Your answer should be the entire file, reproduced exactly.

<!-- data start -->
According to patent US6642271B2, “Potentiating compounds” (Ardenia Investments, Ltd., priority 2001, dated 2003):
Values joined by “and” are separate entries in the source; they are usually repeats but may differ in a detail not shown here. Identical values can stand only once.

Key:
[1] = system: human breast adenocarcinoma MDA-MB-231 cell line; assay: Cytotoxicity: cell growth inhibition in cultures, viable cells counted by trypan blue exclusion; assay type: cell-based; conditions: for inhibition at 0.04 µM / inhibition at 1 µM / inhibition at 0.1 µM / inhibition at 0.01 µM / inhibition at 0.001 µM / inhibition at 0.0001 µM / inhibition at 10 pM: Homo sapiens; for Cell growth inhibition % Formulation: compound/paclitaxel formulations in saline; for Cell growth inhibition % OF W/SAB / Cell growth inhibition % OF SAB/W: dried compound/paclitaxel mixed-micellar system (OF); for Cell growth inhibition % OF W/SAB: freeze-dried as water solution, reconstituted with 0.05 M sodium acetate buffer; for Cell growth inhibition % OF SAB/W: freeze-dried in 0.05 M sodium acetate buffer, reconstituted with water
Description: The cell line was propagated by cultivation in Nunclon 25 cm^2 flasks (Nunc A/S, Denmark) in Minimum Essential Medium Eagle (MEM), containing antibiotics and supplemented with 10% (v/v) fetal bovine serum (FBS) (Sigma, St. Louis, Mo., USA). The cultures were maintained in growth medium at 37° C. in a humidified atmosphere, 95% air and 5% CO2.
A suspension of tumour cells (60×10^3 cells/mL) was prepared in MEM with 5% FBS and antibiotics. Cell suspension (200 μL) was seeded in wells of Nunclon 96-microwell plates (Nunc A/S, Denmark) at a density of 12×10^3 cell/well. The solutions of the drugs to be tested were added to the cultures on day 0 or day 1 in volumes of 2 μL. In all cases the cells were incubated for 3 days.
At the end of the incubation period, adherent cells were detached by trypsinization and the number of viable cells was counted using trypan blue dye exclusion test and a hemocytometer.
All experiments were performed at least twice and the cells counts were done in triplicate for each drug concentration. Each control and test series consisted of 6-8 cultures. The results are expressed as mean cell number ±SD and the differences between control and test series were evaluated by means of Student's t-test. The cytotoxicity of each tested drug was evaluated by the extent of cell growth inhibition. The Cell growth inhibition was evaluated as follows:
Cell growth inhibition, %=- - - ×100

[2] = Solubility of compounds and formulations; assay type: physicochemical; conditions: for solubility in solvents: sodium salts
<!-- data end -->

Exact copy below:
According to patent US6642271B2, “Potentiating compounds” (Ardenia Investments, Ltd., priority 2001, dated 2003):
Values joined by “and” are separate entries in the source; they are usually repeats but may differ in a detail not shown here. Identical values can stand only once.

Key:
[1] = system: human breast adenocarcinoma MDA-MB-231 cell line; assay: Cytotoxicity: cell growth inhibition in cultures, viable cells counted by trypan blue exclusion; assay type: cell-based; conditions: for inhibition at 0.04 µM / inhibition at 1 µM / inhibition at 0.1 µM / inhibition at 0.01 µM / inhibition at 0.001 µM / inhibition at 0.0001 µM / inhibition at 10 pM: Homo sapiens; for Cell growth inhibition % Formulation: compound/paclitaxel formulations in saline; for Cell growth inhibition % OF W/SAB / Cell growth inhibition % OF SAB/W: dried compound/paclitaxel mixed-micellar system (OF); for Cell growth inhibition % OF W/SAB: freeze-dried as water solution, reconstituted with 0.05 M sodium acetate buffer; for Cell growth inhibition % OF SAB/W: freeze-dried in 0.05 M sodium acetate buffer, reconstituted with water
Description: The cell line was propagated by cultivation in Nunclon 25 cm^2 flasks (Nunc A/S, Denmark) in Minimum Essential Medium Eagle (MEM), containing antibiotics and supplemented with 10% (v/v) fetal bovine serum (FBS) (Sigma, St. Louis, Mo., USA). The cultures were maintained in growth medium at 37° C. in a humidified atmosphere, 95% air and 5% CO2.
A suspension of tumour cells (60×10^3 cells/mL) was prepared in MEM with 5% FBS and antibiotics. Cell suspension (200 μL) was seeded in wells of Nunclon 96-microwell plates (Nunc A/S, Denmark) at a density of 12×10^3 cell/well. The solutions of the drugs to be tested were added to the cultures on day 0 or day 1 in volumes of 2 μL. In all cases the cells were incubated for 3 days.
At the end of the incubation period, adherent cells were detached by trypsinization and the number of viable cells was counted using trypan blue dye exclusion test and a hemocytometer.
All experiments were performed at least twice and the cells counts were done in triplicate for each drug concentration. Each control and test series consisted of 6-8 cultures. The results are expressed as mean cell number ±SD and the differences between control and test series were evaluated by means of Student's t-test. The cytotoxicity of each tested drug was evaluated by the extent of cell growth inhibition. The Cell growth inhibition was evaluated as follows:
Cell growth inhibition, %=- - - ×100

[2] = Solubility of compounds and formulations; assay type: physicochemical; conditions: for solubility in solvents: sodium salts